Monday, March 22, 2010

Understanding the Patient Protection and Affordable Care Act Part 1

‘‘(a) IN GENERAL.—The plan sponsor of a group
health plan (other than a self-insured plan) may not estab
lish rules relating to the health insurance coverage eligi
bility (including continued eligibility) of any full-time em
ployee under the terms of the plan that are based on the
total hourly or annual salary of the employee or otherwise
HR 3590 EAS/PP
establish eligibility rules that have the effect of discrimi
nating in favor of higher wage employees.
'‘(b) LIMITATION.—Subsection (a) shall not be con4
strued to prohibit a plan sponsor from establishing con5
tribution requirements for enrollment in the plan or cov6
erage that provide for the payment by employees with lower
hourly or annual compensation of a lower dollar or percent8
age contribution than the payment required of similarly sit9
uated employees with a higher hourly or annual compensa10
In plain English:
"an employer can't discriminate on which of their employees gets insurance (high or low salaried employees) BUT they can make those with larger salaries pay a larger portion than the lower salary employees for the same coverage plan."
This is simply another example of REDISTRIBUTION OF WEALTH--the basic tenet of Marxism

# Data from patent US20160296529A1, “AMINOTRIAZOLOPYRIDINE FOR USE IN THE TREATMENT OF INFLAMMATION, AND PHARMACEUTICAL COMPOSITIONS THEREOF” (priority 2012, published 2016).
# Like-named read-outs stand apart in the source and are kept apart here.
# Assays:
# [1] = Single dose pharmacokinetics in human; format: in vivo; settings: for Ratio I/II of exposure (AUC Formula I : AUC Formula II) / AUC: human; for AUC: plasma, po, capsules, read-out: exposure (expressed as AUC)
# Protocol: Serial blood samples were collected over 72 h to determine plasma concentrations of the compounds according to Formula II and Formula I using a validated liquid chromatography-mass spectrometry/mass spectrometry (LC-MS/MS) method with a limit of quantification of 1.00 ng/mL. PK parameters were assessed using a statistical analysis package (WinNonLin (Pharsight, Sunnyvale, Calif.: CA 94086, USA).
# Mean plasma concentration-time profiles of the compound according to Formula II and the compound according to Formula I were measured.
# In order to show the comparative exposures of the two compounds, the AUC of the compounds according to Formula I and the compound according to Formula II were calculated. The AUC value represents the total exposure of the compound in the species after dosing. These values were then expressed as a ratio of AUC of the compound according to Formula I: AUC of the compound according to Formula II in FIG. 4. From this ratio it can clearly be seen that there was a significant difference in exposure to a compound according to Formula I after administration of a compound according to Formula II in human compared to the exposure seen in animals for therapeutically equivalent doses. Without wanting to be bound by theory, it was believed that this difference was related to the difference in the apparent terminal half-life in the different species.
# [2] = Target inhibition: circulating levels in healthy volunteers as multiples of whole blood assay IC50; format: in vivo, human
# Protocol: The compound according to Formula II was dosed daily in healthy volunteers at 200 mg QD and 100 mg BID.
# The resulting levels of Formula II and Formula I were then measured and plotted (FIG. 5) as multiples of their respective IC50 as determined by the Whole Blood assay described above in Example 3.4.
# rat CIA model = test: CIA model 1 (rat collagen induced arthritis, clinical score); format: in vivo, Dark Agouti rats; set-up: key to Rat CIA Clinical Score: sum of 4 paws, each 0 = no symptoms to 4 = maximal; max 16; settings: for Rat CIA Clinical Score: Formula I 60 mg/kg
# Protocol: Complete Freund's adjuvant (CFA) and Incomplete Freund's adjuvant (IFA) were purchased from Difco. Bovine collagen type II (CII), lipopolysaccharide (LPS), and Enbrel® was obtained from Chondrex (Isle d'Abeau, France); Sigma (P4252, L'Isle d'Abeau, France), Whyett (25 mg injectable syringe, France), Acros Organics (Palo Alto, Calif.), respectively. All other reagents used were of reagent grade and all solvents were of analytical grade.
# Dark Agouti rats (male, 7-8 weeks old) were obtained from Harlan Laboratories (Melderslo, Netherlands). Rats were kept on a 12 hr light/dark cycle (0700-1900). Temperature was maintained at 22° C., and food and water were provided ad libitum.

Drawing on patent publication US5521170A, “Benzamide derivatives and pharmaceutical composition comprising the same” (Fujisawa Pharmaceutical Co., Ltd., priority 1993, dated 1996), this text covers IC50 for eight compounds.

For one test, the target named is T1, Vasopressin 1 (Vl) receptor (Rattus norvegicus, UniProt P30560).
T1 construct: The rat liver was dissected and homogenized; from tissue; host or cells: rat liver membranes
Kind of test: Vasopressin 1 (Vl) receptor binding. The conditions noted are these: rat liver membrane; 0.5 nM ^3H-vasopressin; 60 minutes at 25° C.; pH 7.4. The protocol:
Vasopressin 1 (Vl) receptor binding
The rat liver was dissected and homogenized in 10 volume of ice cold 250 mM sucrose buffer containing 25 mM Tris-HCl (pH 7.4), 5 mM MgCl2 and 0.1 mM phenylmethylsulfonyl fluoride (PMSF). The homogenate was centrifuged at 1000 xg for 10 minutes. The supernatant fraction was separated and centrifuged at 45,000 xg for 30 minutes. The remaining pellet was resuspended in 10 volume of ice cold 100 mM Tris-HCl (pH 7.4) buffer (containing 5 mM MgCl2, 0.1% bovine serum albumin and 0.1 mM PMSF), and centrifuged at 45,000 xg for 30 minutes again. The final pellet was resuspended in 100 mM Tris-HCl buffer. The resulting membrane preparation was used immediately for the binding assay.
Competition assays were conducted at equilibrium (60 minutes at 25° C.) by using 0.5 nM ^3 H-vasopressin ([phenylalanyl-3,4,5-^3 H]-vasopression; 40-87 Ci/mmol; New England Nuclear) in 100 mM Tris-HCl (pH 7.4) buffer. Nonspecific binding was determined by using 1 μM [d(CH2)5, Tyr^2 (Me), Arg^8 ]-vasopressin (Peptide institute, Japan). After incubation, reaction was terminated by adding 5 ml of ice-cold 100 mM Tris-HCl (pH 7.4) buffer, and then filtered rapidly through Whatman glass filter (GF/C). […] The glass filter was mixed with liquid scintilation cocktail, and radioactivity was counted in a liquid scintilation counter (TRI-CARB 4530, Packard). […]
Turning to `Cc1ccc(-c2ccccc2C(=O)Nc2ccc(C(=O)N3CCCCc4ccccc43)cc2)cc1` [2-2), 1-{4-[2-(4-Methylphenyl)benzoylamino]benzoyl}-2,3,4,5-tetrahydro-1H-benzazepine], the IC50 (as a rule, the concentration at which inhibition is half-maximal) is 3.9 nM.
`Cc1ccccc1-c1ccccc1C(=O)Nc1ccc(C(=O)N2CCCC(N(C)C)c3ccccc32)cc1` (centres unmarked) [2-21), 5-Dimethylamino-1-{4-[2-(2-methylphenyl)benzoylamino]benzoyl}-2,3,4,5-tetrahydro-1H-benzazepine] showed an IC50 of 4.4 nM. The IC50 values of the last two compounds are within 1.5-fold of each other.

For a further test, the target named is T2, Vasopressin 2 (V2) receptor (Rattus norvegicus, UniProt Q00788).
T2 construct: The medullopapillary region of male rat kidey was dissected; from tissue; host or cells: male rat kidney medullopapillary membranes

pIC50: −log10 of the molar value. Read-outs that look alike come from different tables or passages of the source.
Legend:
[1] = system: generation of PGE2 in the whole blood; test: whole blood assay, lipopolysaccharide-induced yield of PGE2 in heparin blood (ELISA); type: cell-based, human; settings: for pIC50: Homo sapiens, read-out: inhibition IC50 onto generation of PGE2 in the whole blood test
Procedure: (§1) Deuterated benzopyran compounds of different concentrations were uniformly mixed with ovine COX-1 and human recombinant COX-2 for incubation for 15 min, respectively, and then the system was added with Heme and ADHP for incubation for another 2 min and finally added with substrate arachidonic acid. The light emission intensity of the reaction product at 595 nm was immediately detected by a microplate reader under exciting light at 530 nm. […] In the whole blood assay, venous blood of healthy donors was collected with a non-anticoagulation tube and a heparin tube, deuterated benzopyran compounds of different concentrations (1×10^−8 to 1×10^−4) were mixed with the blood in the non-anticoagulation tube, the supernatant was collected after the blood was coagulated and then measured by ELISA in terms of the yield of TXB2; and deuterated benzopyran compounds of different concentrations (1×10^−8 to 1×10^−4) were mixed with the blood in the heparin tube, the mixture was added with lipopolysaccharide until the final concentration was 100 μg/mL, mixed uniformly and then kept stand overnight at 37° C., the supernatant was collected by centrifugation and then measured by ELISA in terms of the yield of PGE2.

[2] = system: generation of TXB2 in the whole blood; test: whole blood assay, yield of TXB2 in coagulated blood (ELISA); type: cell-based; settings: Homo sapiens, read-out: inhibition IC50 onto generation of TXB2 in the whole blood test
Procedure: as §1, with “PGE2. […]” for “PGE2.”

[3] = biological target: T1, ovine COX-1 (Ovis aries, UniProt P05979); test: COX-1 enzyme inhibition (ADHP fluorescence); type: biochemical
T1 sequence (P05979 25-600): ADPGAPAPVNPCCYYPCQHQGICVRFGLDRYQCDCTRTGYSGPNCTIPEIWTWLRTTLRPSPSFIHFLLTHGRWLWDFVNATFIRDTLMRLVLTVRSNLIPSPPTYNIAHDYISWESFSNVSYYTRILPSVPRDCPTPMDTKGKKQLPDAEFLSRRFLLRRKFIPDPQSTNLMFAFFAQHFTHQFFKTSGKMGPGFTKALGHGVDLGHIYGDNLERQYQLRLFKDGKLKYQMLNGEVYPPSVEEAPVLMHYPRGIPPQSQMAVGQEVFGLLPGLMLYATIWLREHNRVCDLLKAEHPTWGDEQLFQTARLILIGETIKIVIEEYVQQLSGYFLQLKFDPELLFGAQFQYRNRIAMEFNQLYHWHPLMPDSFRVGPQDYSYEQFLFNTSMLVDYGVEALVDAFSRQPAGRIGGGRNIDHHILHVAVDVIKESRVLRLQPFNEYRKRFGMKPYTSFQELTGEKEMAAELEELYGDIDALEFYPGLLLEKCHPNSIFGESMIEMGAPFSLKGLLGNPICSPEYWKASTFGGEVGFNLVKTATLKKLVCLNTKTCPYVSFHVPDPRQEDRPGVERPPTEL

maggie-t said...

thx for translating it. :)

Do you think there is any chance the Bill can be rolled back?

We are... said...

I think part of this is good in the sense that employers will stop trying to get around providing their employees insurance...

For example, I used to work at Wells Fargo as a teller. I wanted to go full-time and NEEDED to go full-time, so when another part time person quit, I was anticipating being able to go full-time by taking on their hours. Come to find out, they wouldn't allow me to take on more hours simply because they didn't want to have to provide me with the insurance benefits (which I would still be paying for, just not quite as much). This happened with another job as well, but in that case, they structured their hours so they wouldn't have to provide any type of benefits at all to their employees. Every single employee was working one hour too little to receive any benefits. There are definitely things that need to change. Not that I'm saying this is the dead-on answer, but I can see what they are trying to accomplish.

And I am interested to hear about the nursing mothers one. I know, as a mother who has to work, still being able to nurse is the only thing that gives me consolation in my efforts of balancing work and home life. And when I can't nurse when he needs to, it breaks my heart...